Source: defense.gov

There are no other psychiatric diagnoses that impact the emotional, social, behavioral, and academic functioning of a person than the profound negative implications of autism. Autism is very pervasive in ways and less immediately observable as a product. According to Jane Framingham, Ph.D., “Autism exists on a spectrum. People with severe forms of autism may have a difficult time with everyday activities that significantly limit the kinds of things they do as an adult. People with less severe forms of autism may appear to be perfectly normal, except in certain social situations where the impairment becomes more apparent.”

That is why children with autism cases need educational and developmental interventions that are a little bit intensive than those kids experiencing other special needs.

Autism Spectrum Disorder

Autism spectrum disorder or ASD is a complex developmental condition that involves extensive challenges in social interactions, nonverbal communication and speech, and some forms of repetitive behavior.  “Certain behavioral symptoms,” says Psychologist Emily E. Neuhaus, “such as poor attention and emotional outbursts can confuse parents, teachers, and clinicians alike.”

The first diagnosis of this kind of disorder happens in early childhood. The condition has a lot of overly obvious signs exhibiting around two to three years of age. But not all cases are the same. There are instances that children with autism develop normal functions until preschool age. However, the condition becomes visible when they stop attaining previously learned skills. According to recent data and research, one out of 59 children has autism. ASD is also three to four times more common in boys than in girls. However, girls exhibit fewer signs than boys. Autism is a lifelong condition, but medication and therapy can help lessen its effects.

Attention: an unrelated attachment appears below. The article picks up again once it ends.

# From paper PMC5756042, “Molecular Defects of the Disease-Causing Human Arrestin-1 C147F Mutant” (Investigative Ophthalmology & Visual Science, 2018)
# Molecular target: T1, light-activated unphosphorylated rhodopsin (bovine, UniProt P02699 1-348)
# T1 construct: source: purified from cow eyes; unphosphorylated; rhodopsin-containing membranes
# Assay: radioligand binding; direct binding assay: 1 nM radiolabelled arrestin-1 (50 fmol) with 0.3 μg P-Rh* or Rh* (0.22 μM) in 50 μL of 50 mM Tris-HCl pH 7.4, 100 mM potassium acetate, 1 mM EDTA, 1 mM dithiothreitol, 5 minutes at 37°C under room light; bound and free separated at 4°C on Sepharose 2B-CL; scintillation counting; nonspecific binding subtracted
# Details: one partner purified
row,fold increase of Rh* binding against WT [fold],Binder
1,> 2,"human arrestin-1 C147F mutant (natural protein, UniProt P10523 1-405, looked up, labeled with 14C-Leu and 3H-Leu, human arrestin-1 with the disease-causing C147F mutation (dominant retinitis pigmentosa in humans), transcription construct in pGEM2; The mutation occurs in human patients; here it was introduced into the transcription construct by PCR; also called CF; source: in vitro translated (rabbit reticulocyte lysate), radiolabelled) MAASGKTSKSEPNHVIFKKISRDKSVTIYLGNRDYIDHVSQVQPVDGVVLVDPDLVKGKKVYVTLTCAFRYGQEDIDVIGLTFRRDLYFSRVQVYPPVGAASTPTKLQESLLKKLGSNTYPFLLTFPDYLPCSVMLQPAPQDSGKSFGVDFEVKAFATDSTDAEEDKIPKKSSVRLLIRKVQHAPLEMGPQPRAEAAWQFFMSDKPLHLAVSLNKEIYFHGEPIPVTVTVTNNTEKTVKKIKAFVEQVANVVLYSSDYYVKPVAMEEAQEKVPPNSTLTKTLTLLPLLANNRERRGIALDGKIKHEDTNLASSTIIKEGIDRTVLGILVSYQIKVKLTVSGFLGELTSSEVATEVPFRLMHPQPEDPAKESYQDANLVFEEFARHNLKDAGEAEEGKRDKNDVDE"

Source: defense.gov

The Proper Treatment

Finding the correct intervention for autism cases is very difficult. It is important that parents can have an in-depth understanding of their child’s condition. Janeen Herskovitz, LMHC says that this is when parents are usually faced with “myriad feelings, including anxiety, guilt, excessive, hope, and fear about the future.” She adds, “Many parents end up being told that their child does not qualify for an autism diagnosis and are left at a dead-end, with more questions than answers.”

The first step in identifying the appropriate intervention is the assessment of the general intellectual and developmental functioning as well as the presence of a comorbid disorder of the child. The process needs to follow an accomplished employing multidisciplinary method which requires the appropriate guidance of a professional psychiatrist. Since substantial evidence supports that early and proper intervention is strongly linked to a better result, it is essential that professional intervention must take place as soon as possible.

Source: defense.gov

The External Approach

The attending psychiatrist should address the parents of “guardians’ functioning and adjustment” after the diagnosis. There is a big possibility that parents may have prolonged reactions like denial, shock, guilt, anger, grief, and resentment after the diagnosis. These reactions may hinder the parents’ ability to understand the many obstacles that they will face in securing effective ways and services for their child’s overall life. In time, parents will find out that the most sought proven effective programs to control the effects of autism are limited in availability. They might experience some hindering factors such as monetary and geography issues. Nonetheless, it shouldn’t have to be a reason to disregard treatments and medications for the child.

Psychiatry and autism are strongly related to each other. There is no treatment for stopping autism. But through proper psychiatric care, the effects of autism can be minimized.

Children undergo a series of therapy sessions to address their autism disorder. Though the process of gaining back their confidence to function as a proper individual in the community seems a bit hard, it shouldn’t have to be a reason for giving up. Parents should understand that autistic children are still part of the society and they matter.